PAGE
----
AUSTIN, Texas -- Before the Oklahoma game, Mack Brown pumped the brakes on the praise for a secondary that was ranked No. 5 nationally in pass efficiency defense.
"They were all proud the other day," Brown said of the secondary's reaction to the ranking. "I told them to check it again in two weeks."
How about one week?
The Texas pass efficiency defense only fell to No. 7 following the Oklahoma loss. But in the secondary, heads are hanging much lower than that after giving up 367 passing yards and three touchdowns, not to mention a 40-yard pass on the first play of the game and a 30-yard pass play on a third-and-25.
"That was the play of the game, because it was 13-3, it was coming off of a turnover for us," defensive coordinator Manny Diaz said. "They don't get it, they're faced with probably a punt, the idea to punt. And it's a situation where we should have had help on the play, and again, we did not execute the coverage."
The reason they didn't execute is not because of freshman corner Quandre Diggs. He was supposed to have safety help over the top. It never arrived. Similarly, on a third-and-goal from the five, there was supposed to be safety help. There wasn't, and Oklahoma scored.
Texas has 20 hours -- all the time allotted for practice by the NCAA in a week -- to fix what Oklahoma so convincingly broke. Because this week Oklahoma State, statistically a better passing team, is headed to Austin.
"It's going to start with getting aligned," safety Blake Gideon said. "That is the first thing is to have the correct alignment and everybody be on the same page and have the call in the game.
"It is having your eyes right and not getting caught with your eyes in the backfield or being sucked down by any sort of backfield action."
Not allowing third-down conversions is also important for the Longhorns this week. The Sooners were 8-of-15 on third-down conversions. Seven of those first downs were gained through the air.
"That's where the game was won." Diaz said.
Oklahoma State converts 56 percent of its third downs, with most of those first downs coming through the air. Shrinking that percentage is a top priority for Texas.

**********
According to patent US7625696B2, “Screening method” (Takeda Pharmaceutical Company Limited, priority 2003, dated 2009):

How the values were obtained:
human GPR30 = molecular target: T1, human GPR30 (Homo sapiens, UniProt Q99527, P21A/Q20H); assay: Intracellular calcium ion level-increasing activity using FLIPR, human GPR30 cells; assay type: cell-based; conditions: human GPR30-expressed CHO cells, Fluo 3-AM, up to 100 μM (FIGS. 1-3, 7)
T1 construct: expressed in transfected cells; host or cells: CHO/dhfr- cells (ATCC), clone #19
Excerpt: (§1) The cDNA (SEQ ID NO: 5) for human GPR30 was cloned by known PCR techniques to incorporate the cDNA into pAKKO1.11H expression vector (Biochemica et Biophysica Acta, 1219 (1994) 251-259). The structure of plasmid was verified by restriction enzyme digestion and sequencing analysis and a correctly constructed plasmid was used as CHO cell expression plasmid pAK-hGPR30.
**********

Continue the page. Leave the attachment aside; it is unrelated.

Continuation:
"People are finding ways to get the ball out quickly on us ... your coverage has to be able to match up against that," Diaz said. "And then usually when that's the case it brings it back to third down, because usually when they're throwing the ball shorter, then usually they're going to get into third downs, and that's why it always comes back to our third downs."
Translation: Texas is forcing plenty of third downs; now it has to step up and stop the opponent on third down.
Another priority should be raising the group's collective spirit. These are guys who were crowing about how good they were, only to have Oklahoma bring them down to earth. Diaz went to work on the collective psyche of his players Sunday.
"We watch the film with our players, and the reality is there's a lot of good stuff on that film," Diaz said.
That includes the play of Carrington Byndom. The sophomore cornerback proved to be up to the task at every turn, including three fade passes he turned away. Up front, Alex Okafor, Jackson Jeffcoat and Calvin Howell might have had their best games of the season. Howell's play was so inspired that he has earned the starting nod over Ashton Dorsey this week at defensive tackle.
"So it's always easy to paint the broad brush stroke and say everybody is down in the dumps," Diaz said. "There are some things we have to fix. There's some things that we can do better. Some of the credit has to go to who we play, but I think we'll feel good about our chances on Saturday."
Carter Strickland covers University of Texas football and recruiting for HornsNation
Follow HornsNation's coverage on Twitter: @ESPNHornsNation